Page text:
That baby turns out to be the gift that keeps on giving throughout all of Breaking Dawn. First, it’s slowly killing Bella. Taking sleeping beauty Kristen Stewart out of the game halfway into the second act is hardly a bad thing. Second, this is a psychic baby – communicating to Edward that it likes both he and Bella in a brilliant, last-ditch attempt to put a cooler on all of this abortion talk. When it finally unsheathes itself from Bella, it does so in the most magical of ways: Edward eats the baby’s way out of Bella’s womb. If that’s not traumatic enough, they saddle the poor girl with the horrid moniker Renesmee.
Baby Renesmee doesn’t get five minutes on this Earth before Jacob claims her as his own. Not to raise mind you, but to bang. Jacob sees this baby and right away imprints on her. In wolf boy-speak, imprinting is how they find their soulmate. So imagine a scene where wooden Taylor Lautner locks eyes with a wooden CGI baby and instantly makes arrangements to tap that somewhere down the road. Essentially Meyers is saying Renesmee doesn’t really have a choice. This is the fourth film and Jacob is running out of options – so naturally, the man’s needs come first.
That goofy-looking CGI baby is the best lead in the film, if only by default. When Jacob sees her he immediately dreams of her adult form which, incredibly, is also CG’d. I think the effects team was hoping for a cross between the features of Stewart and Pattinson, but they thankfully landed on Adult Chucky Doll With Sexy Bangs. It works splendidly.
I’m not remotely joking when I say that the CG monstrosity gives the best performance in the film. I’ve never seen two leads look more bored than Kristen Stewart and Robert Pattinson. Emotions on their face barely register. Bella seems almost dismissive towards the fact that she’s going to die. Edward is caked with so much makeup that the muscles in Pattinson’s face seems tired and gaunt under the weight of it all.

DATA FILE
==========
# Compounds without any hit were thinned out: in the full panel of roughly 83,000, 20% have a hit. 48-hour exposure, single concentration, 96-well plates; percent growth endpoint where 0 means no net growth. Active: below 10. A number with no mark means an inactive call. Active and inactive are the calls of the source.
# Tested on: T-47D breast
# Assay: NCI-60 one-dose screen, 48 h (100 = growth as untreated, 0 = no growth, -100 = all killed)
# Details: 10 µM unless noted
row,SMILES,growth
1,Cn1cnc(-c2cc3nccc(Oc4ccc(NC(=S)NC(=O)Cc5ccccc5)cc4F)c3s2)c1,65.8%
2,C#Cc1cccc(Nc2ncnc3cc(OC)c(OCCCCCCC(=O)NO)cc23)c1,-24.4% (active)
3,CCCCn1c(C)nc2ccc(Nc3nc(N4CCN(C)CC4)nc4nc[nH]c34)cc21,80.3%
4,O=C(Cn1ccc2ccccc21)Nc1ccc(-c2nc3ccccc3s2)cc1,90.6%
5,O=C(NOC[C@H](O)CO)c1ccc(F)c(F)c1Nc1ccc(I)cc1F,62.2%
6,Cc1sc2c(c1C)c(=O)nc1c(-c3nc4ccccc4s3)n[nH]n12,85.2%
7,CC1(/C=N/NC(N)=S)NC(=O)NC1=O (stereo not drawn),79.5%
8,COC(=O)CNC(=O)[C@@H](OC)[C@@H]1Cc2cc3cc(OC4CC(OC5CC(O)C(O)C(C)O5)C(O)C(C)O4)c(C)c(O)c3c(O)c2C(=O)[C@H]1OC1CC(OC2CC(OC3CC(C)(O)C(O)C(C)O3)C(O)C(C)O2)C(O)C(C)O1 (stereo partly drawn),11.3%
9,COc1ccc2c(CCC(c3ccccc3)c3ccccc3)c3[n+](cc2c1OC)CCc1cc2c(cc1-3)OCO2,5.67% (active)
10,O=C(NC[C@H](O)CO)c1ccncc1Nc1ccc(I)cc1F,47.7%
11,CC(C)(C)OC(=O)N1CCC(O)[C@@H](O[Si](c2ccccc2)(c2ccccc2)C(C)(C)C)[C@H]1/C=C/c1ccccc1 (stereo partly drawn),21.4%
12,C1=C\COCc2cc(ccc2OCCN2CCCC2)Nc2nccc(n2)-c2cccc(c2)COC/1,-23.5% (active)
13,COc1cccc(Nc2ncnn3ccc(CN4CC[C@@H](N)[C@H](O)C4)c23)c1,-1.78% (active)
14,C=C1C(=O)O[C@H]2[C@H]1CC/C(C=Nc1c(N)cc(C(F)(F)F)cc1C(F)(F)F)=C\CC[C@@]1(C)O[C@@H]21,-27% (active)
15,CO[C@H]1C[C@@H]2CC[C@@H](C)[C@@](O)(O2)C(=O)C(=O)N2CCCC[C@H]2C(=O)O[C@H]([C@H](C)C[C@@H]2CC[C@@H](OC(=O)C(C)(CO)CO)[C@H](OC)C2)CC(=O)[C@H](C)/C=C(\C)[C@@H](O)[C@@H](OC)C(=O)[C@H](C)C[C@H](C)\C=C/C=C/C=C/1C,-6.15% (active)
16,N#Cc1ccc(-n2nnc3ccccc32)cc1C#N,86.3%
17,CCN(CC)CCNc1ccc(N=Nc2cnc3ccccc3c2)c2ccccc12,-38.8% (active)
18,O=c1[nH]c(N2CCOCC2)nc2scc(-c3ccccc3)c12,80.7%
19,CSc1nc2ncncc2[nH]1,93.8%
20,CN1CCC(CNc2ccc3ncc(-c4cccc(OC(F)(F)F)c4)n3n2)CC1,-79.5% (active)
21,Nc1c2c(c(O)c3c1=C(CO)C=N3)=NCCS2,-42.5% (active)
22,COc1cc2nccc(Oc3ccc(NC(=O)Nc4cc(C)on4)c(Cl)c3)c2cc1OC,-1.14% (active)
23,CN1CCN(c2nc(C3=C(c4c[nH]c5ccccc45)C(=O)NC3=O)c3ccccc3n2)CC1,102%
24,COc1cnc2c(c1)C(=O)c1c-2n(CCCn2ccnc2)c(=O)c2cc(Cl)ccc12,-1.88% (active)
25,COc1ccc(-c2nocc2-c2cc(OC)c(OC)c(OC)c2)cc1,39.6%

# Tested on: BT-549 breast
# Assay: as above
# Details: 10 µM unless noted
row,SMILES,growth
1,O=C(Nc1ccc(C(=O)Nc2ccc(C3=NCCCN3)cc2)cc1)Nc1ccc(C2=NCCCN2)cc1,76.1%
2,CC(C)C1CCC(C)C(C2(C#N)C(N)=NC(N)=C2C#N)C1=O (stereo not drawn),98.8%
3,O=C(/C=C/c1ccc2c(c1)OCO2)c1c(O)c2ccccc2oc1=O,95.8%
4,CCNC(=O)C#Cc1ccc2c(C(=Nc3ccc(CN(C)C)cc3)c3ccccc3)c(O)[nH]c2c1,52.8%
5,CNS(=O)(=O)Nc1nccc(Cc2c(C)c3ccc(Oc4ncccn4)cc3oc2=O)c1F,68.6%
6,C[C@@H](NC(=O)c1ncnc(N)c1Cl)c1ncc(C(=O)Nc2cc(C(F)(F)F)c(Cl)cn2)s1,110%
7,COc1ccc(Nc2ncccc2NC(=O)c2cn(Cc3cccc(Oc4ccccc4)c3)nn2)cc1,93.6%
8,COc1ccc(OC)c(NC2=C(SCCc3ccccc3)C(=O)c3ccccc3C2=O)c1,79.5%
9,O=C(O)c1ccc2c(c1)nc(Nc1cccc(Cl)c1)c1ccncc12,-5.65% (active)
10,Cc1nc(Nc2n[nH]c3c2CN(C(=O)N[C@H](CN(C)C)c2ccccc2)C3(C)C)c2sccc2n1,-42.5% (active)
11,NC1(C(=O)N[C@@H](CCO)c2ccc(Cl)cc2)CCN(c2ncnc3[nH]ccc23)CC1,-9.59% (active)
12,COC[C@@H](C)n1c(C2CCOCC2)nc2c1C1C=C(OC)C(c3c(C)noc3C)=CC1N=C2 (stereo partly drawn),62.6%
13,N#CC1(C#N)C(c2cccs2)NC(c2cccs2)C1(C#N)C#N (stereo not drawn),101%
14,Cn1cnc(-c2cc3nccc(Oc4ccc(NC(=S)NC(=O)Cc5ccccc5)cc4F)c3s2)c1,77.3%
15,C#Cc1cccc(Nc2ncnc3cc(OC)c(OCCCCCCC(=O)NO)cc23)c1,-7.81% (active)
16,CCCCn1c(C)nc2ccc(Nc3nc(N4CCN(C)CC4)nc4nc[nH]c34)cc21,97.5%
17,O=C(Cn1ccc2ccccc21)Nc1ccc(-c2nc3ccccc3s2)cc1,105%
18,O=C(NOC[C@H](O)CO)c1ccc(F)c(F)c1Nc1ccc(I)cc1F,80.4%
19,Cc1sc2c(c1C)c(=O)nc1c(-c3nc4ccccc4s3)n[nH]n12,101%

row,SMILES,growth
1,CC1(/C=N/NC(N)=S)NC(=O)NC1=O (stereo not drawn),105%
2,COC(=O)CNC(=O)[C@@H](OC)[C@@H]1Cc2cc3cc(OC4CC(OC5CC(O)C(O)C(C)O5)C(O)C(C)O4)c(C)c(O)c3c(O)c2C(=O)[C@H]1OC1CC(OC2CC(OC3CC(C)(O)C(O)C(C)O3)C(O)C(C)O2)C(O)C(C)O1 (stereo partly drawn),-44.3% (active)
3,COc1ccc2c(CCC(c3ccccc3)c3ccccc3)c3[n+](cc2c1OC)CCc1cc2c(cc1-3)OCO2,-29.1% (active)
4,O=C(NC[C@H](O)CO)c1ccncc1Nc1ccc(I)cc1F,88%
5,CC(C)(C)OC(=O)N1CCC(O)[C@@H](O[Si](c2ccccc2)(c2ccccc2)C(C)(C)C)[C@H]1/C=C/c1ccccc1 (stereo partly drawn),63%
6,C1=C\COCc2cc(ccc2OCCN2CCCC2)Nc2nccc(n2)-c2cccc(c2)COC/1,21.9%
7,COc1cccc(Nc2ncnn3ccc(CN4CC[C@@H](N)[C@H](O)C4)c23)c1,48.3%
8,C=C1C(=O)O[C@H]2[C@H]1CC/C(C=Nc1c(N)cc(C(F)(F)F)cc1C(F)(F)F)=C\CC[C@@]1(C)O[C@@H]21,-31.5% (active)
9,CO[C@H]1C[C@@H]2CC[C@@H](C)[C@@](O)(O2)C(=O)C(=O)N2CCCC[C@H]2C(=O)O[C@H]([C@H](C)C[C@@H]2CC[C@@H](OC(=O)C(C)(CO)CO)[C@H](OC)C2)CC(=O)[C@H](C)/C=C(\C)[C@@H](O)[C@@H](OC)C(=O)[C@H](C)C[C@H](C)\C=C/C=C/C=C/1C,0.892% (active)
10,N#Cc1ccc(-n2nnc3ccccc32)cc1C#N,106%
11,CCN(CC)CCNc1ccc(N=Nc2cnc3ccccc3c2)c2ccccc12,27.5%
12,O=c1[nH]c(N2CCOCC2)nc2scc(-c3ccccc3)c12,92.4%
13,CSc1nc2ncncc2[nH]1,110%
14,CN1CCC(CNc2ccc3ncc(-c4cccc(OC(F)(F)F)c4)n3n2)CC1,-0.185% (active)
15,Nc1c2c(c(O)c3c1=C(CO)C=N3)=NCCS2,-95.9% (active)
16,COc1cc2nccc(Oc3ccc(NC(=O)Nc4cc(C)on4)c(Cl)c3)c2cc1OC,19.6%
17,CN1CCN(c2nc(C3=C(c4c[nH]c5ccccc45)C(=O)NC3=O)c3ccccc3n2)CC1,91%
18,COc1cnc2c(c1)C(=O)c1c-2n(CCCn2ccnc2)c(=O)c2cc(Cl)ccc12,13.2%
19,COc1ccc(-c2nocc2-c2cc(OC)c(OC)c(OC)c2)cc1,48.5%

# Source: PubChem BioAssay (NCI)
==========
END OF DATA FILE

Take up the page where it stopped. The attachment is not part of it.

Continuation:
I’m not dismissing the two as actors, just as professionals. Having seen Stewart in Adventureland and Pattinson in Water for Elephants, the two have already proven that they at least understand the most rudimentary aspects of the acting profession. But their own resentment towards the franchise that made them shines through here – Pattinson goes through the motions and Stewart is content to bite her lip while doing something less.
On the opposite end of the spectrum is poor Taylor Lautner, trying so hard and still failing spectacularly. His performance as Jacob is truly abhorrent, some of the worst acting I’ve ever seen in a major motion picture. It reminds me of those old B-movies of yore where directors were too broke to cast anyone but their friends. To him, intensity is squinting really hard. He doesn’t deliver lines so much as they just fall out of his mouth and the people around him just have to react with it. He shares a scene with a CG baby and is noticeably upstaged. And it’s made all the more tragic by the fact that he seems to be the only one in the film actually trying.
With Breaking Dawn, this Twilight franchise finally gives merit to its existence. Stephenie Meyer is an astoundingly odious storyteller, a fact that couldn’t be more apparent if it bit you in the womb. Breaking Dawn isn’t just bad, it’s laughingly bad. And I had a great time with it, giggling and groaning the whole way through. Films like this aren’t meant to be despised, they’re to be celebrated and cherished for their ability to entertain in the midst of overwhelming failure. Breaking Dawn is one of the worst films I’ve seen in a theater this year. Unintentionally on the part of all involved, it’s also one of the most fun.
Out of a Possible 5 Stars